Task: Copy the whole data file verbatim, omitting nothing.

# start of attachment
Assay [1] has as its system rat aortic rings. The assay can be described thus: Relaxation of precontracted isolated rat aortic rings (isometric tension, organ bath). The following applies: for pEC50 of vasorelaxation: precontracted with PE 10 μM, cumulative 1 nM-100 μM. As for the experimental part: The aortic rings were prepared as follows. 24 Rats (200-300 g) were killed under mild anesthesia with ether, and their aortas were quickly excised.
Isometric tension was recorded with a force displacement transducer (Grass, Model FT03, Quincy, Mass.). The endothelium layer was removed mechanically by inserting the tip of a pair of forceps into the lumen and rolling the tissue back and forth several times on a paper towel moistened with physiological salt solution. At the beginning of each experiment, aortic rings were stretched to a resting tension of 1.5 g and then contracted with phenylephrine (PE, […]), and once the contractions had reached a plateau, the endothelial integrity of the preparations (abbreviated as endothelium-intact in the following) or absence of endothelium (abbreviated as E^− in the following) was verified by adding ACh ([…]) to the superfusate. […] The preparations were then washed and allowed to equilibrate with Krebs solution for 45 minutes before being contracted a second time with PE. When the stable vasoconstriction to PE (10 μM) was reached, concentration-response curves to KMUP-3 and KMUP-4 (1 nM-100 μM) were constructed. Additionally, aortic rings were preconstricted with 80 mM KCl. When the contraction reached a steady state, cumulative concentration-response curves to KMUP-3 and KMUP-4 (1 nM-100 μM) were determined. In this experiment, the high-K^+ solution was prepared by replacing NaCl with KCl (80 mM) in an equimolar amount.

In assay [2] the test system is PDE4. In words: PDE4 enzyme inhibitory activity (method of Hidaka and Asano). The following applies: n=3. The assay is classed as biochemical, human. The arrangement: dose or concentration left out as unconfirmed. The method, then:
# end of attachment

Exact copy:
Assay [1] has as its system rat aortic rings. The assay can be described thus: Relaxation of precontracted isolated rat aortic rings (isometric tension, organ bath). The following applies: for pEC50 of vasorelaxation: precontracted with PE 10 μM, cumulative 1 nM-100 μM. As for the experimental part: The aortic rings were prepared as follows. 24 Rats (200-300 g) were killed under mild anesthesia with ether, and their aortas were quickly excised.
Isometric tension was recorded with a force displacement transducer (Grass, Model FT03, Quincy, Mass.). The endothelium layer was removed mechanically by inserting the tip of a pair of forceps into the lumen and rolling the tissue back and forth several times on a paper towel moistened with physiological salt solution. At the beginning of each experiment, aortic rings were stretched to a resting tension of 1.5 g and then contracted with phenylephrine (PE, […]), and once the contractions had reached a plateau, the endothelial integrity of the preparations (abbreviated as endothelium-intact in the following) or absence of endothelium (abbreviated as E^− in the following) was verified by adding ACh ([…]) to the superfusate. […] The preparations were then washed and allowed to equilibrate with Krebs solution for 45 minutes before being contracted a second time with PE. When the stable vasoconstriction to PE (10 μM) was reached, concentration-response curves to KMUP-3 and KMUP-4 (1 nM-100 μM) were constructed. Additionally, aortic rings were preconstricted with 80 mM KCl. When the contraction reached a steady state, cumulative concentration-response curves to KMUP-3 and KMUP-4 (1 nM-100 μM) were determined. In this experiment, the high-K^+ solution was prepared by replacing NaCl with KCl (80 mM) in an equimolar amount.

In assay [2] the test system is PDE4. In words: PDE4 enzyme inhibitory activity (method of Hidaka and Asano). The following applies: n=3. The assay is classed as biochemical, human. The arrangement: dose or concentration left out as unconfirmed. The method, then: